The economic burden of diabetes was estimated from the perspective of society. The study included both direct and indirect costs. Direct costs reflected the resources used in treating the disease, including expenditure for the diagnosis and treatment of diabetes as medical costs and expenditure for transportation to medical visits as nonmedical costs. Medical costs covered by insurance were estimated using the HIRA-NPS claims data, and medical costs not covered by insurance were calculated using the ratio of out-of-pocket expense to payment for covered services (for which we used the value of 0.25) obtained from data published by the National Health Insurance Service [15]. Transportation unit costs for patients were calculated using data from the Third Korea National Health and Nutrition Examination Survey [16]. Transportation costs were calculated by multiplying round trip unit cost with the number of visits per patient and the total number of diabetic patients. Indirect costs represented the present and future resources lost by patients and their families because of the disease. These costs included the societal costs of caregivers’ time costs, and productivity loss due to morbidity and premature mortality. The caregiver’s cost was calculated as the product of the average annual inpatient days per patient due to diabetes and the average market price for the daily charge of a caregiver, and then it was multiplied by care rate (inpatients that employed a caregiver/total inpatients). The productivity loss cost due to morbidity means the opportunity costs of time lost because of hospitalization or outpatient visits for diabetes treatment. Based on the human capital approach, which estimates the lost productivity as the expected earnings lost due to a disease [17], it was calculated by multiplying the number of visits per patient with age- and gender- specific average daily incomes and employment rates for the age of 20–65 years. The productivity loss cost due to premature mortality was estimated as losses of potential earnings until the age of 65 because of premature death caused by diabetes. It was calculated by multiplying the number of diabetes-related deaths in 2017 with age- and gender- specific average annual incomes and employment rates for each deceased person. A discount rate of 5% was applied to reflect the present value of future incomes. The age- and gender-specific numbers of deaths attributable to diabetes were obtained from the HIRA-NPS claims data. Average daily incomes were derived from the age- and gender-specific average annual incomes provided by the Korean Statistical Information Service [18]. Variables, data sources, and calculation methods used in cost estimation for each cost component are presented in Table 1.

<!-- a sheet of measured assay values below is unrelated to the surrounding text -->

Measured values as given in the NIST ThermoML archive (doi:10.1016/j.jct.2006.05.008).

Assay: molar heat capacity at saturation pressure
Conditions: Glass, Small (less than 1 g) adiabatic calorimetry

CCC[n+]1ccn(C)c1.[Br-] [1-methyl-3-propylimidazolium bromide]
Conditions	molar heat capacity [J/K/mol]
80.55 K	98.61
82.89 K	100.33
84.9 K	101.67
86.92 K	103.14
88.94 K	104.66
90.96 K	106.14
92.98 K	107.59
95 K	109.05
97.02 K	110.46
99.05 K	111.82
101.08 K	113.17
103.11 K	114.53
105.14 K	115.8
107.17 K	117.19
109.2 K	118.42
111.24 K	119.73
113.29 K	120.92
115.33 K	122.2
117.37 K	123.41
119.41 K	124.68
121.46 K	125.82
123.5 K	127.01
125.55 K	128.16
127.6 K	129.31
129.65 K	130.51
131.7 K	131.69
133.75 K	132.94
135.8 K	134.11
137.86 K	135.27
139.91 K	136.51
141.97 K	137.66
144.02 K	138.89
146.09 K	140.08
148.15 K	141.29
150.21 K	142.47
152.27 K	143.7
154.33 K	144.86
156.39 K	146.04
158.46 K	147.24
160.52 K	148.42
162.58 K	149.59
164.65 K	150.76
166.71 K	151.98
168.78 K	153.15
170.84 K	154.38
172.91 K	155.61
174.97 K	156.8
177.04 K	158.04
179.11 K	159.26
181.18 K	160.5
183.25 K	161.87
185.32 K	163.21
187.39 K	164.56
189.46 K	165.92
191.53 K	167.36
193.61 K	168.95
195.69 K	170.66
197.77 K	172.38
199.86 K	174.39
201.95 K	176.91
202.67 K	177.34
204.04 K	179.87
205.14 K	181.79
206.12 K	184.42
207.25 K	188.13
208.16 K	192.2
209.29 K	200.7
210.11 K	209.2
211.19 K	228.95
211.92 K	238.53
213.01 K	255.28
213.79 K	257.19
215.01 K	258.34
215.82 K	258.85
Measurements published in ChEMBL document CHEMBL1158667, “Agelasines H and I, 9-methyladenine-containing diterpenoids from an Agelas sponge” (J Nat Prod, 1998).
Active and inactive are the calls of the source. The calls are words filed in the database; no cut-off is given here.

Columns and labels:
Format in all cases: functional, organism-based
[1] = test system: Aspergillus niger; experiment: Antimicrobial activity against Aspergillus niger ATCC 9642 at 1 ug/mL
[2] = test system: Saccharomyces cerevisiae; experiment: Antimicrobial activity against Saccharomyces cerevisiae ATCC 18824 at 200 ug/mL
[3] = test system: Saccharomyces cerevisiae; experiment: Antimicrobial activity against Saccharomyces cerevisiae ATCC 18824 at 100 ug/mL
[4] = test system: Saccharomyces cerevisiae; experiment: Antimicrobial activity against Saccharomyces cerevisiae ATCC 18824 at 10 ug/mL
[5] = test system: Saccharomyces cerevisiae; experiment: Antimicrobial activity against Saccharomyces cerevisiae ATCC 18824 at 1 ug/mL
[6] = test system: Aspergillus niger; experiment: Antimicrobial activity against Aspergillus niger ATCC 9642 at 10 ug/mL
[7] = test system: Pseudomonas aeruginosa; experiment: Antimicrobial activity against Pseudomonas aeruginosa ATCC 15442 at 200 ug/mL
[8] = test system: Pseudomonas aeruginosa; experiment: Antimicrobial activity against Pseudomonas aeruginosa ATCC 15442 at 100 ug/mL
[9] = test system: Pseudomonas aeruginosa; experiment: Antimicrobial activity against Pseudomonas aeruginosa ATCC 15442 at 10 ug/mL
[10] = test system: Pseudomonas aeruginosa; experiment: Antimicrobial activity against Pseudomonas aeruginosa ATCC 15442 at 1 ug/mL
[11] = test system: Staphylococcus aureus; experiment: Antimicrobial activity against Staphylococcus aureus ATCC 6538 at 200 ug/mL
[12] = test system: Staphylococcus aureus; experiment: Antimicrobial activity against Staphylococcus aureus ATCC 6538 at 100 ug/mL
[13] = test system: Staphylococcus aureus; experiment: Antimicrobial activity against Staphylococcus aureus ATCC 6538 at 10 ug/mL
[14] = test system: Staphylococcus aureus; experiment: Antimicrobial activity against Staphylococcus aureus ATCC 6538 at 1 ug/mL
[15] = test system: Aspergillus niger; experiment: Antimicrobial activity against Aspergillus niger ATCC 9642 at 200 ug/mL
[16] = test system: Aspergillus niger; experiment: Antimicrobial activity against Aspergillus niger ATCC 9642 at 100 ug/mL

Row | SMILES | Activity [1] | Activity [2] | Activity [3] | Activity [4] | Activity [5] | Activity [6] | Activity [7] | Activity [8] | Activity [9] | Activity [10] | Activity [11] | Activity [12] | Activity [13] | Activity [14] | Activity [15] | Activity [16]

Table 1 Variables, data sources, and calculation methods by cost component

Data analysis